Academic All Nighters at the Tea Stall

Raman Sharma

Consultant at McKinsey & Company.

Midterm exams are beginning in colleges across the globe. ‘Tis the season for students to pull all nighters and to procrastinate. What better way to procrastinate than with a philosophical debate over a cup of chai?

Raman Sharma, a graduate of the prestigious and hypercompetitive Indian Institute of Technology, knows this as well as any. Currently a consultant at McKinsey & Company, he took a break from advising clients to share this memory of his favorite campus chai wallah.

Wanted to share a very special chai place which will always be memorable for me and a lot of other people from my campus. I did my undergrad from IIT Kanpur, where there is this small marketplace called ‘MT’ which has a couple of chai shops along with 2-3 paan and cigarette shops, a bike repair shop and a general store. In the middle of the compound is a small temple beside which there is a bit of an open area and a raised platform. The place has been a hub for morning tea and breakfast, cigarette supplies and evening snacks for ages. It’s the first eating place that opens in the morning on the campus and is often the final destination of a long all nighter for all students. At the same time, you’d find a groups of professors enjoying their morning tea after the morning walk. 

The place had such a charm that people even had loyalties to their particular chai shop based on the type of chai they liked. People would come in groups but would get chai from their preferred chai shop. Like a typical chai shop in Uttar Pradesh, the shops also had jalebi with curd, pakodas and namkeen to enjoy with chai. Not to mention the shops entertained credits, which would be cleared once or twice a semester. One would often spend hours debating various topics ranging from curriculum, grades, professors, research topics, hypothetical extreme ideas to politics, elections, music and even some campus gossip over several cups of chai and devotional songs playing in the background.  It’s a one of a kind social hub.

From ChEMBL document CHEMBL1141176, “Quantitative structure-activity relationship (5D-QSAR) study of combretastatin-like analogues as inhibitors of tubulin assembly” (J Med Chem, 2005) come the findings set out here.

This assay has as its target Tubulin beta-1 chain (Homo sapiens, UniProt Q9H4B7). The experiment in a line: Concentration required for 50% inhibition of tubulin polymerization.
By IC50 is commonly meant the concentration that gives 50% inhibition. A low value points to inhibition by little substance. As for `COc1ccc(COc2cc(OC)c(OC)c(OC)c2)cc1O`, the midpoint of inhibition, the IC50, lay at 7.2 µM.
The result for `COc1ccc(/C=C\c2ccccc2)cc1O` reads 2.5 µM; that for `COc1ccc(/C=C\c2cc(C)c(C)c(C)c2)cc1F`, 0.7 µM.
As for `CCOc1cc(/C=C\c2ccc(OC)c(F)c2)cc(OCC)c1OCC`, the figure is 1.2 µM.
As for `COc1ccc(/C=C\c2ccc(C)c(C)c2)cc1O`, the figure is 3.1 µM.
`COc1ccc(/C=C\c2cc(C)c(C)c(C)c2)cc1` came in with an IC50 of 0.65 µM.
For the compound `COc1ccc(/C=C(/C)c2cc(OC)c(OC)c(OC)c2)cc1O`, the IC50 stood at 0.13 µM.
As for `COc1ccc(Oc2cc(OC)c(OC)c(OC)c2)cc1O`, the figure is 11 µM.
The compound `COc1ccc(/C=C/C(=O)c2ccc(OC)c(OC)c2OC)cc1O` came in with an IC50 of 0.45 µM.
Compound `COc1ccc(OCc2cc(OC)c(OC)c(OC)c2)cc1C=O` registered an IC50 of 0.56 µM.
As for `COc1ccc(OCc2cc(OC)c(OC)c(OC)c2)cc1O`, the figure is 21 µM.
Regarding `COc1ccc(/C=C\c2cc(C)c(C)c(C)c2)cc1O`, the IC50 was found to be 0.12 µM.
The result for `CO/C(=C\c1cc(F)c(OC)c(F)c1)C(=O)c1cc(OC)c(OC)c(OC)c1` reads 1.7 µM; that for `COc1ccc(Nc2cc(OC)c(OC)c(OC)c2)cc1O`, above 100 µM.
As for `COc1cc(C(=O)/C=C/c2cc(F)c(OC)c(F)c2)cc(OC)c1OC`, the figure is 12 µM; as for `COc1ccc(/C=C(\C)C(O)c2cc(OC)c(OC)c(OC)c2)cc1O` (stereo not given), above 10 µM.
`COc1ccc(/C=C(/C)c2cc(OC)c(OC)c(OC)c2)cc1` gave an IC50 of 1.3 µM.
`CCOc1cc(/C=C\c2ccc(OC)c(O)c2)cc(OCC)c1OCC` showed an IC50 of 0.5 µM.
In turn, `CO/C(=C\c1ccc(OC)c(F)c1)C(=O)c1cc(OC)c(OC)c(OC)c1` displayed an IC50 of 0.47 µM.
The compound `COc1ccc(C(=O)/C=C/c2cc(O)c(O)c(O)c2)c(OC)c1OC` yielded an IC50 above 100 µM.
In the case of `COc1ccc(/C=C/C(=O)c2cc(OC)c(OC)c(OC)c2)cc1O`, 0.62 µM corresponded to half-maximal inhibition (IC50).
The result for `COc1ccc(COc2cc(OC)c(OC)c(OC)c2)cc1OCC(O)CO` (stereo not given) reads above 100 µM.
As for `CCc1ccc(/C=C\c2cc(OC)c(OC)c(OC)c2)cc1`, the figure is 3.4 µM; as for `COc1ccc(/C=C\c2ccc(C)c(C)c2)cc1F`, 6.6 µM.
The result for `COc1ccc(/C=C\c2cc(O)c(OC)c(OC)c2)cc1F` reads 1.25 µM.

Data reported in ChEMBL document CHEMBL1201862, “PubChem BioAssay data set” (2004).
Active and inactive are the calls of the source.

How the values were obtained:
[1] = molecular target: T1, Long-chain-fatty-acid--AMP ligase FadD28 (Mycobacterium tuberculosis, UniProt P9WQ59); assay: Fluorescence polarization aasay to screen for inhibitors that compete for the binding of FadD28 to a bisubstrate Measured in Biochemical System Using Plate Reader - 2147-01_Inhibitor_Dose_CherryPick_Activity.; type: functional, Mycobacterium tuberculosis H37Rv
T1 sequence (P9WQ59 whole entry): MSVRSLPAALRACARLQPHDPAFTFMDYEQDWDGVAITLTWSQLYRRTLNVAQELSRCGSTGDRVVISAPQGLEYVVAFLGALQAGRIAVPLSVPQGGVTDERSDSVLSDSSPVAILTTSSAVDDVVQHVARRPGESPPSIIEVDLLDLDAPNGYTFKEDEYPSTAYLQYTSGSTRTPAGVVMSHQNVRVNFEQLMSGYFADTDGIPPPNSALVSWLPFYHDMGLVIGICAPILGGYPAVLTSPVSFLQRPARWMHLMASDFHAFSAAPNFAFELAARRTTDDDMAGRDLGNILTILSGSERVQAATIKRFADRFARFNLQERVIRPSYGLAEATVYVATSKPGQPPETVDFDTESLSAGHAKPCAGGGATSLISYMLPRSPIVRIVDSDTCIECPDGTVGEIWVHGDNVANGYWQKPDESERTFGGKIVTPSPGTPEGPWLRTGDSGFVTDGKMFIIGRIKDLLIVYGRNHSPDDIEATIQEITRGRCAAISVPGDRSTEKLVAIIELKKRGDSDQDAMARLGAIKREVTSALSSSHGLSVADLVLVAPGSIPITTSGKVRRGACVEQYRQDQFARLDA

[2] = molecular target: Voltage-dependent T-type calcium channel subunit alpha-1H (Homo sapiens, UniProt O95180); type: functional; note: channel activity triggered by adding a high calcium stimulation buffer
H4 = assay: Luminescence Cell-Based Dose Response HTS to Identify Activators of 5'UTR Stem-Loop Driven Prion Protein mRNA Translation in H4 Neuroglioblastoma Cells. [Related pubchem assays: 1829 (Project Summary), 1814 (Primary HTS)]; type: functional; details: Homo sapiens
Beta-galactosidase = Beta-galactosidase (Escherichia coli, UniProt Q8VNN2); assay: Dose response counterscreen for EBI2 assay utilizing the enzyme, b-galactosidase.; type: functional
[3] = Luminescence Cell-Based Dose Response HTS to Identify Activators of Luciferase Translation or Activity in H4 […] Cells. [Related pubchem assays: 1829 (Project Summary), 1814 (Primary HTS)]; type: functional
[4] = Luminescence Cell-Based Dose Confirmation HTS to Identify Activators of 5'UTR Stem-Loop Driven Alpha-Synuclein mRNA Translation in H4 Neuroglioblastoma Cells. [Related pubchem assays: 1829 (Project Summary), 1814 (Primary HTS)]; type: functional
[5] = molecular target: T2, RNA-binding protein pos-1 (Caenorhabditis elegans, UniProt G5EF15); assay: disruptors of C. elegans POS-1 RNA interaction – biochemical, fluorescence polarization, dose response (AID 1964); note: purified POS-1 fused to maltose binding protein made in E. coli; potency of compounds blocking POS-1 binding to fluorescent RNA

Recent scenes from Delhi University, where famous chai wallahs are a gathering space for students. The campus plays host to many sorts of wallahs, from bike rickshaw wallahs shuttling students to scale wallahs who weigh them.

Riding High on Chai

The Free Souls Rider motorcycle club

The Free Souls Rider motorcycle club

Few people have visited more chai wallahs in India than the members of the Free Souls Rider motorcycle club. The Delhi-based group consists of 900 bikers who ride by the motto: “Biking is the way to nirvana. We live to ride longer and ride longer to live longer.” Their Harleys and Hondas have covered the country, recently completing the Himachal circuit with its hairpin turns through the Himalayas.